FBOs across the length and breadth of Europe are enjoying traffic growth at rates not seen since before 9/11. Expansion of the market for business aircraft handling is drawing new players at some airports, although this trend is still proving patchy due to continued obstacles to market access.
At other locations already stiff competition and rising costs are squeezing profit margins. Overall, long-anticipated consolidation is spreading throughout Europe, taking shape mainly through a wave of acquisitions that is resulting in the emergence of a handful of dominant FBO groups, such as Signature Flight Support, Jet Aviation and TAG Aviation.
An AIN survey of European FBOs shows average traffic growth rates of 24 percent. This is about twice the rate of increase recorded back in 2003, when FBOs were logging average annual traffic growth of 11.7 percent.
On average, European FBOs are now handling some 280 aircraft each month. Paradoxically, this is a 12-percent decrease from the average of 320 aircraft reported in the 2003 survey. This suggests that the continent’s higher overall rate of traffic growth reflects a more widespread expansion of business aviation activity in locations that previously had little or none.
Among the FBOs achieving the highest average traffic growth over the past 24 months are Jet Aviation at London Biggin Hill Airport (43 percent/ 73 aircraft on average per month), Harrods Aviation at London Luton Airport (75/1,200) and Bucharest Baneasa Airport in Romania (32/350).
The latest average figures disguise substantial variations in the scale of handling operations based on survey responses from the UK in the northwest to Turkey in the far southeast corner of Europe. At some airports there are still little more than a dozen business aircraft each month. By contrast, major business aviation airports, such as those in the London area, now receive more than 1,000 aircraft each month.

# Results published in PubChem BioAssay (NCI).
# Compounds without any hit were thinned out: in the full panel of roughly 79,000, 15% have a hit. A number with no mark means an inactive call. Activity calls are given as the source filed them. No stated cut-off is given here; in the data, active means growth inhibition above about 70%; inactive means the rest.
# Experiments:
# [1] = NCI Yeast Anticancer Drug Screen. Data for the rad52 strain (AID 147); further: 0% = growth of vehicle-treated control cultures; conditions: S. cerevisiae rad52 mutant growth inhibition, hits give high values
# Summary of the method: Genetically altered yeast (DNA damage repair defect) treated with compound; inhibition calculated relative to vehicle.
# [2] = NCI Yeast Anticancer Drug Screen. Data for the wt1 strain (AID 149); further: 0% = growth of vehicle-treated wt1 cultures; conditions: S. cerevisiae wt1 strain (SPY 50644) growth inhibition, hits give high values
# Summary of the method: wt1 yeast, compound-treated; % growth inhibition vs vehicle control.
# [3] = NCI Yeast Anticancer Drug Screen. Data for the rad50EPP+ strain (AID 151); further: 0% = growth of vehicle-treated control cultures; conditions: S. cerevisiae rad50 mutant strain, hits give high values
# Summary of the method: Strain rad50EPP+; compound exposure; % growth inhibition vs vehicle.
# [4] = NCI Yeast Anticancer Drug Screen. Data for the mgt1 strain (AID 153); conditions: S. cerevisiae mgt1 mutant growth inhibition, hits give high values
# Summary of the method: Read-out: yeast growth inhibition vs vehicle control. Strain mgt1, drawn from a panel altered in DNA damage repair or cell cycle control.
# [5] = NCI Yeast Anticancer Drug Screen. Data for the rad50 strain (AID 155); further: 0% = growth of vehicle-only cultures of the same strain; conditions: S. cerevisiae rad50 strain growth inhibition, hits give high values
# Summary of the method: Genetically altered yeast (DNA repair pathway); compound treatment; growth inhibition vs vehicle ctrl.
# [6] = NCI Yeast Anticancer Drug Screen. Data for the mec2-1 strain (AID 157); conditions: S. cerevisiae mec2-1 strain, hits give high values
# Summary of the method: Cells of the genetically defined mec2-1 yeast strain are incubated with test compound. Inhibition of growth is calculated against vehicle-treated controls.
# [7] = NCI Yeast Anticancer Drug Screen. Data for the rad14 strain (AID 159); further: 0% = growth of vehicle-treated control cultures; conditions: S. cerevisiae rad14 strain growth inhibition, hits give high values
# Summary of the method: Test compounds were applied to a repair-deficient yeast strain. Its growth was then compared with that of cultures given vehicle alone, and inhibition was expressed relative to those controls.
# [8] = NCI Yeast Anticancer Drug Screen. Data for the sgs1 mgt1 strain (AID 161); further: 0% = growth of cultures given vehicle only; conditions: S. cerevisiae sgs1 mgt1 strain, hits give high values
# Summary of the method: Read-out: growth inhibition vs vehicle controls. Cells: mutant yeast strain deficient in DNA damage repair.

Turkey–which is seeking to join the 25-nation European Union (EU)– is a classic example of how business aviation is expanding. Istanbul-based Gozen Air Services provides executive handling at eight airports and has achieved average growth of 70 percent, but on little more than 50 aircraft at each base per month. Generally, the past two years have seen higher than average business aviation growth in the 10 states that joined the EU last year.
Gaining Market Access
EU competition rules require that new handling providers are granted access at airports with more than two million passengers per year. But some countries–such as Italy and Germany– are brazenly ignoring these rules.
For example, Naples-based Sky Services has faced protracted legal and bureaucratic battles to establish its franchised FBO operations at Rome’s Ciampino Airport and Milan’s Linate Airport. Managing director Clemente de Rosa expects to have to expend at least another 24 months of effort and expense to secure permission to provide executive aircraft handling at three other Italian airports–Venice, Olbia and Florence.